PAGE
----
The most valuable thing people dont tell you is that you are stronger than you think. Through all of the panic and sometimes uber uncomfortable parts of pregnancy, you’ll be fine. You’re tougher and more resilient than you ever gave yourself credit for. Mentally AND physically. That’s why women get to do this bit. Men would crumble.

What surprised you about your pregnancy journey? I’d love to hear from you.

Xx A

photo credit: <a href=”http://www.flickr.com/photos/i-am-rebecca/6832566733/”>i.am.rebecca</a&gt; via <a href=”http://photopin.com”>photopin</a&gt; <a href=”http://creativecommons.org/licenses/by-nc-nd/2.0/”>cc</a&gt;

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we’re ready!

I truly believe that sometimes life has a way of just coming together. A way of falling into place and making you feel that everything will work out just right. Its a clever thing life….

The last 8 months have been a blur of long to-do-lists, panicked thoughts, frantic planning and sleepless nights. Mostly due to my OCD kicking into high gear but also due to, the I’m sure standard issue, hormonal craziness that comes with finding out you’re making a human being.

Its scary knowing that a little person is going to come into your life and for me, a way of calming my mind is making sure that everything is as ready as possible for our little man. For those around me, it may have seemed like I was loosing my mind. A constant sense of urgency to get things done and working bees happening in our home at every spare moment. But its been worth it.

For today, I feel ready. Actually, we ARE ready.

Not only does our little guy now have his very own space in our home, we have a home which is almost complete and seriously, enough clothes and wraps to last him until his about 18. The car seat is here and his pram is assembled (not that I’ve figured out how to fold it down yet??!?). There are baby bottles in the kitchen and teeny tiny towels in the laundry. Theres a bottle of baby powder in the bathroom and baby wash in the drawer. He’s so close you can smell him (like literally – why does it smell like baby powder already? Its still sealed! – weird).

I know these are all material things and N keeps on reminding me that our little dude will have no idea that all of this has been done for him. And I know he is right. But in a weird way, all of this planning and prep, it isn’t really about our boy. Its about me. Its a way of calming myself and making sure that when he does arrive, everything is as it should be. A way of making sure the crazy OCD part of me can relax in the knowledge that everything is in its place.

There will be so much more to deal with (ie: tiny person!) that knowing we are ready in every other way, makes it all feel so much more do-able.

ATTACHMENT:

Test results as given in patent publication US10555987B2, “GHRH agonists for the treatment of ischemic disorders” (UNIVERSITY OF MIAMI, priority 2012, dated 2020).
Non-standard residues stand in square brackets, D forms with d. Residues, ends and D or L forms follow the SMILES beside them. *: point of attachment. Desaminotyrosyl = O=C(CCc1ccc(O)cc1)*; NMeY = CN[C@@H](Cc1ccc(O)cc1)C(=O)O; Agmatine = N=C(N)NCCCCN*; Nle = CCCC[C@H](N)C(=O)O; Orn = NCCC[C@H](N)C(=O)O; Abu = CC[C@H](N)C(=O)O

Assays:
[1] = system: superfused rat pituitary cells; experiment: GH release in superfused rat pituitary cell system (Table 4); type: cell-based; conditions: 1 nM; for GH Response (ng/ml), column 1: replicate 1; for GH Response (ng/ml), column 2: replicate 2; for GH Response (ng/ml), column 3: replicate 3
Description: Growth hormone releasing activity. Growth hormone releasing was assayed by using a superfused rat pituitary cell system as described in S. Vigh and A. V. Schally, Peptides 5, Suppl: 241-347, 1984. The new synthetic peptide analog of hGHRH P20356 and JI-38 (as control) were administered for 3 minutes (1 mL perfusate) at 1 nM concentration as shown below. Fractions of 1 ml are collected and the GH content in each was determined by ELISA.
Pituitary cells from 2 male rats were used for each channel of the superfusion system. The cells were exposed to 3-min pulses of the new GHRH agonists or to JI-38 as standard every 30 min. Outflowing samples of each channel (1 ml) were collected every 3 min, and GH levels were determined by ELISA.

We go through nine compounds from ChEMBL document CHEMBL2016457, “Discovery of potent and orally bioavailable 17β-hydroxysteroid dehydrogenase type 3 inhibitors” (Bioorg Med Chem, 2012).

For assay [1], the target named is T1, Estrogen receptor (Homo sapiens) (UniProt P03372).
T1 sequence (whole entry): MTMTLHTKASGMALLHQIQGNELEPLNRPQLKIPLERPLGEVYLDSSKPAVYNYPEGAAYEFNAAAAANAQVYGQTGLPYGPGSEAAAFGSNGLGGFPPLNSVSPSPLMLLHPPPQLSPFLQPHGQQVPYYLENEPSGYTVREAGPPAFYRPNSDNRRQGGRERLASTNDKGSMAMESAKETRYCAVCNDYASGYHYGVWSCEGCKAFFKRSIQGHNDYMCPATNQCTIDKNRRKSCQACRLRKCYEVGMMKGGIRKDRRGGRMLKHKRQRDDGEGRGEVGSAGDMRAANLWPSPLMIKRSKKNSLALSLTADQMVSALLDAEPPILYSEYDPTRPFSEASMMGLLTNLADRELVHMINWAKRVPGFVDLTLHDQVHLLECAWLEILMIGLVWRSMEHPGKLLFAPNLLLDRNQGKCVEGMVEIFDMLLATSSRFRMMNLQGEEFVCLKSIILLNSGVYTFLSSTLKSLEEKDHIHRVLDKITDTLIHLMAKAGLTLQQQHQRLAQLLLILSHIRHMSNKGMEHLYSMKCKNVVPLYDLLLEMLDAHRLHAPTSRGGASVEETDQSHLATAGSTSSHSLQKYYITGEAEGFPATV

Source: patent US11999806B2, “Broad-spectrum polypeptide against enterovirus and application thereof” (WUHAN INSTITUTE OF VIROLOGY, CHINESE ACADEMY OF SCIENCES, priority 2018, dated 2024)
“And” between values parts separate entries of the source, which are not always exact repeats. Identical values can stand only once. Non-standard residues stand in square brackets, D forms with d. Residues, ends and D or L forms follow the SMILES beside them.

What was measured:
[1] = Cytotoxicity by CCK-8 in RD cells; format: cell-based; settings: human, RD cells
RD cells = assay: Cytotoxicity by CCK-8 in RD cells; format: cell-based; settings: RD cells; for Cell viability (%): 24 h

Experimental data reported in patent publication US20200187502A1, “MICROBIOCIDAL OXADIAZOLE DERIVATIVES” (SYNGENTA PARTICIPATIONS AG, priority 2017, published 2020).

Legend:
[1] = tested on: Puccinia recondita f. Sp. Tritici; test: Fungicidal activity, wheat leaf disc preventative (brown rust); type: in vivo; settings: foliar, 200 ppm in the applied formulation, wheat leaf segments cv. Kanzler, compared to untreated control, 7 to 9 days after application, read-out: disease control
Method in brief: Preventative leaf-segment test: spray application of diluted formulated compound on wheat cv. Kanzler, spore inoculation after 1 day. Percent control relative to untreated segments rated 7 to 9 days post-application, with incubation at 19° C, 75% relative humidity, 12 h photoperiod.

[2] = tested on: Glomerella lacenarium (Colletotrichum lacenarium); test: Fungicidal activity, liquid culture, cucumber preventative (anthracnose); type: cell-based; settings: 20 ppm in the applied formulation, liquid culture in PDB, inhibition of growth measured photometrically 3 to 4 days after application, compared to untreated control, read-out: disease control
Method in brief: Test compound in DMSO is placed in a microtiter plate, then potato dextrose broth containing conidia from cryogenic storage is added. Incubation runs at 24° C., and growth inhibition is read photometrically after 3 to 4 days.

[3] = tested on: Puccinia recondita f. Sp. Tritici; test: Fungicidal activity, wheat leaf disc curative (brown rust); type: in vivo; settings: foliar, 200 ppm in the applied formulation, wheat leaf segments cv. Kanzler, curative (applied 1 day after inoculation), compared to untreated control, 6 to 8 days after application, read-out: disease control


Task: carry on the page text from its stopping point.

So today, we are ready and it feels lovely.

Here’s a sneak peak at the little guys room…..

xx A

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love these custom prints

my favourite words from Dr. Suess

wise man that Dr Suess…

some of my old bears and some new ones too

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all of these belonged to his daddy…

questions for my son….

What will you look like? What will you smell like? Will you have your daddy’s hair and my skin? I picture you with a mop of dark locks and big brown eyes. Handsome like your daddy and pale skinned like me. I think you will smell like pure joy and the occasional bit of vomit but that’s ok, we’ll take the good with the bad.

Will you be as big as you feel inside my belly right now? You feel strong and long limbed. You’ve been trying to break my ribs for weeks now I’m sure of it. The doctors think you’ll be a very healthy sized baby but looking at your daddy’s build, that’s no surprise. Long legged like me and broad-shouldered like dad.

What will you be like? Calm like your daddy, slightly eccentric like me? A night owl with him or an early riser with me? My sister insists you will be a night owl, based on the series of kicks you give me from 7pm every night. A sign of things to come she says – an active baby belly at nighttime means trouble for your sleeping pattern. I think I’m ready either way. You haven’t let me sleep properly in weeks now, so my body feels prepared for late nights, early mornings and catching a nap wherever I can.

What will we do? My days will be so different to those I have now. I’ll have you to look after and I’m not sure exactly how that’s supposed to go. I see us taking some time to figure each other out but slowing falling into a routine that’s just for us. I think we’ll take walks to the beach and I’ll watch you sleep and when daddy comes home you’ll make him smile like no one else can. I know I won’t do all of it right every day. I’ll mess up along the way. There will be tears from the both of us but I promise I’ll do my best. I’m new at this too, but we’ll figure it out.

Where will you go? I bought a picture for your bedroom the other day. It’s a quote by Dr Seuss. “Oh, the places you’ll go” Dr Seuss proclaims. I know you’ll go far. You’ll have the drive of your mummy and the travel bug like your daddy, I’m sure of it. I don’t see you being a wallflower. Not with our genes. You’ll be bold and brave and want to challenge yourself and the world. Go everywhere. Do everything. Just make sure I know where you are.

What will you be? Whatever you want is the answer! If poppy gets his way, you’ll be the captain of the Tottenham Hotspur’s. If daddy teaches you well enough, you may be a famous guitarist. I think you’ll be creative and smart. I think you’ll leave your mark on the world as well as our hearts. I think you’ll be amazing at whatever you choose. I think you’ll always be yourself and that is perfection to me.

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What will I be like? Being your mum is a pretty big deal. I still can’t quite believe that I get to meet you soon and that you chose us to be your family. I feel full of something I can’t quite describe. It’s a fear of the unknown mixed with an almighty sense of joy and excitement about what our future holds. I never knew that I wanted you so badly, but now you are on your way, I have never been so sure of anything in my life.

I don’t know what I’ll be like as your mum. I know that I’ll work harder at this than I have ever worked on anything in my life. I know I wont be perfect but that I will give you the best I possibly can. I know that I will make sure you never go without and that you know you are loved every single day. I know that I’ll kiss you too often and probably embarrass you along the way. I know one day you’ll be taller than me but that I’ll still call you my baby. I know that I’ll be proud of you no matter what and that whoever you become I will support you. I know that from now until forever, you will be my son and I will be your mum. I know that I love you to the moon and back and you’re not even here yet.